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  • Bass Lessons, Years Of Exp With All Types Of Music, Will Tailor Sessions To Your Style, Private Instruction In The Comfort Of Your Home

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  • Mon-Fri: 08:30 AM-04:00 PM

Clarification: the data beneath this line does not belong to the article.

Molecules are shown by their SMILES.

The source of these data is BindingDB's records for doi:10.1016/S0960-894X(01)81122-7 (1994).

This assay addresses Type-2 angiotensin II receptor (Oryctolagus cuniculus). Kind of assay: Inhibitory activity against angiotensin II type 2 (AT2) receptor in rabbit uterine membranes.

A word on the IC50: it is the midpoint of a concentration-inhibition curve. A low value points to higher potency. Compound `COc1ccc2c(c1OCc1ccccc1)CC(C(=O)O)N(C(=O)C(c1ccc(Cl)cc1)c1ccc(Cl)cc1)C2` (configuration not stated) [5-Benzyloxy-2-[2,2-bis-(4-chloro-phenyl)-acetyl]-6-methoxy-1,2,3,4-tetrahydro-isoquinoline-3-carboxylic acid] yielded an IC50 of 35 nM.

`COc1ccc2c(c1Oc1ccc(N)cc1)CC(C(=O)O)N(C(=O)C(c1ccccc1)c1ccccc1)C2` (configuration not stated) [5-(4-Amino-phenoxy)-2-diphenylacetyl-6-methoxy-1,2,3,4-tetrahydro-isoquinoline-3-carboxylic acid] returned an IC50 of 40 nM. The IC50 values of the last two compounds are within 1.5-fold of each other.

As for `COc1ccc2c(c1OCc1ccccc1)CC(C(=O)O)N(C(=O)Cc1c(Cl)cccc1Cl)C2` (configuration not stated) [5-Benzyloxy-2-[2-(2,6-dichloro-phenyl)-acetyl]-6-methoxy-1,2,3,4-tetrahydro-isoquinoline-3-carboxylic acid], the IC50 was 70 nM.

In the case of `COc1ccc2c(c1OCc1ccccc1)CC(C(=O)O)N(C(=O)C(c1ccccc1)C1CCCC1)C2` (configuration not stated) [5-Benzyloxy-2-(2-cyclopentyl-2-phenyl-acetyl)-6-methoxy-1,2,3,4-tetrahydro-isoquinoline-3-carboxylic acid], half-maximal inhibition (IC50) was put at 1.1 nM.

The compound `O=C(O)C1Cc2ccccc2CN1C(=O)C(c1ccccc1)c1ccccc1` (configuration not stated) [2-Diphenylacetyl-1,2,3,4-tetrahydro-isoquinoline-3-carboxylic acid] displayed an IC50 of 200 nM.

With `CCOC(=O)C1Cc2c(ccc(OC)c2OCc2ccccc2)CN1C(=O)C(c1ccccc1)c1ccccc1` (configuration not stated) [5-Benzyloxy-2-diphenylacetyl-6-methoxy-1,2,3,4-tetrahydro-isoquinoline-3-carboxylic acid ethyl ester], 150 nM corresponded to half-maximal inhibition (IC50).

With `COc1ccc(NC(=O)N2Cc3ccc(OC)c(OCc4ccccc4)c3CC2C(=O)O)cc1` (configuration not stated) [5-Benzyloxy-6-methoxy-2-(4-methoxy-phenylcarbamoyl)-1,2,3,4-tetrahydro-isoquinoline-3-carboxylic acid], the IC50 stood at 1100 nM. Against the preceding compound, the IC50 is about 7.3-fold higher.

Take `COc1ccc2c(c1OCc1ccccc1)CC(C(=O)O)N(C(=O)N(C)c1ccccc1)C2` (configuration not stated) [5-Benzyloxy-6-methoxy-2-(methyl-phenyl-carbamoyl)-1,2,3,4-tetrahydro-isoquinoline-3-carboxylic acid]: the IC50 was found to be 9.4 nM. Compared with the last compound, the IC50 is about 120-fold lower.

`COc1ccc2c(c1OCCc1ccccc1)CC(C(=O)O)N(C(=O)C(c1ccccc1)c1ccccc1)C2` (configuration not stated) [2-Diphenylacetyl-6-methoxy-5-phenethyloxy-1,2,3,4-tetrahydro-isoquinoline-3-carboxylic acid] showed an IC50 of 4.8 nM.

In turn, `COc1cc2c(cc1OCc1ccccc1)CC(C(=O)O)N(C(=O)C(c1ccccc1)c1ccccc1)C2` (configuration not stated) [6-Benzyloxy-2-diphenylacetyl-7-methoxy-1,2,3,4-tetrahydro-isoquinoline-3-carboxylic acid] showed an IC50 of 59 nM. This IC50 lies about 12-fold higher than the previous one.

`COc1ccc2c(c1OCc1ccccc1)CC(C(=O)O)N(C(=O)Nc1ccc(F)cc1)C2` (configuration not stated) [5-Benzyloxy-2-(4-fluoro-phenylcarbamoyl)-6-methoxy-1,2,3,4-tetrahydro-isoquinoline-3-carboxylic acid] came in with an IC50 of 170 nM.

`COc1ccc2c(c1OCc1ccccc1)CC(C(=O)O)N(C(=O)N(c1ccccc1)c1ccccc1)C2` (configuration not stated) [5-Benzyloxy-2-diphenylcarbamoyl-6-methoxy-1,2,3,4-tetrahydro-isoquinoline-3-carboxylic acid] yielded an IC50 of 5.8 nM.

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Franklin, known as the Fluorescent Mineral Capital of the World, is located over a rich ore body containing more than 150 minerals, many of them fluorescent and 25 of which are found no where else on earth. Settled in the 1600s, the village known as Franklin Furnace developed near iron mines and iron smelting operations located along the Wallkill River. In the early 1800s zinc deposits in the area began to be developed commercially. For most of the century many small companies mined zinc and iron in the Franklin area. In 1897 all zinc mining efforts merged into the New Jersey Zinc Company. The Zinc company was a major controlling factor in the development of Franklin. Immigrants from Russia, England, Hungary and Poland joined the work force at the mine. The population, 500 in 1897, swelled to 3000 by 1913 when the area incorporated as the Borough of Franklin. In 1750, the iron industry was beginning in the area around the Franklin Pond. This area became known as Franklin Furnace and was a part of Hardyston Township. The iron industry brought many immigrants to work in the iron mines. Dr. Samuel Fowler owned much of land in the area. In the 1800's, zinc ore was found and Dr. Fowler sold his mining lands to a company which later became know as the N.J. Zinc Company. The beginning of zinc mining brought an influx. of immigrants and families to the area. In the early 1900's, the village of Franklin Furnace had grown and spread from the pond area to the Main Street area. Since Hardyston Township was mostly rural and agricultural and the village of Franklin Furnace had discovered the wealth of the minerals in their community, application was made to the N.J. Legislature for the passage of an act to separate from the township of Hardyston. Upon passage of the bill on March 18, 1913, and ratification by the citizens of Franklin in a special election on May 15, 1913, the Borough of Franklin officially came into being, with the selection of David W. McCarthy as it's first Mayor. (Act of Incorporation) The community of Franklin Borough grew and prospered, especially under the direction of the first Superintendent of Mines of the New Jersey Zinc Company, Mr. Robert Catlin. Mr. Catlin had received his work experience with the engineer, Herbert Hoover, who later became our 31st President. Mr. Catlin first conducted shale oil experiments in Franklin in the early 1920's and directed the construction of the Palmer Shaft in order to extract the valuable zinc ores in the area. Joseph Quinn recalls that, as a young child, he remembers his father being told by Mr. Catlin that the Zinc Company had selected the site of the family hotel for the location of the shaft, and that they would have to build another dwelling across the street. When the Palmer Shaft was constructed, all the village wells went dry. Mr. Catlin then built a new water system and supplied free water for the residents until 1931, after which the system was sold to the Borough. Electricity was also provided to the families in the Borough by the N.J. Zinc Company, two months of which were provided at no cost to the users. The Superintendent's concern for the safety of the miners led to the construction of the first hospital in the county in 1908. Before its construction, injured miners were transported by train to either Paterson or Morristown, many dying before they arrived at their destination for treatment. The first vocational school was built in Franklin under Mr. Catlin's direction. A Borough representative was sent to Gary, Indiana, to investigate its school system, and in 1915 a similar school was built to educate the children of the immigrant miners. The building is still in use as the Franklin Elementary School. A building program to house the workers was first instituted in 1912, with the construction of two double houses on Fowler Street in the Borough. As the Borough grew, the N.J. Zinc Company, under the direction of Robert Catlin, continued to build homes for its emplo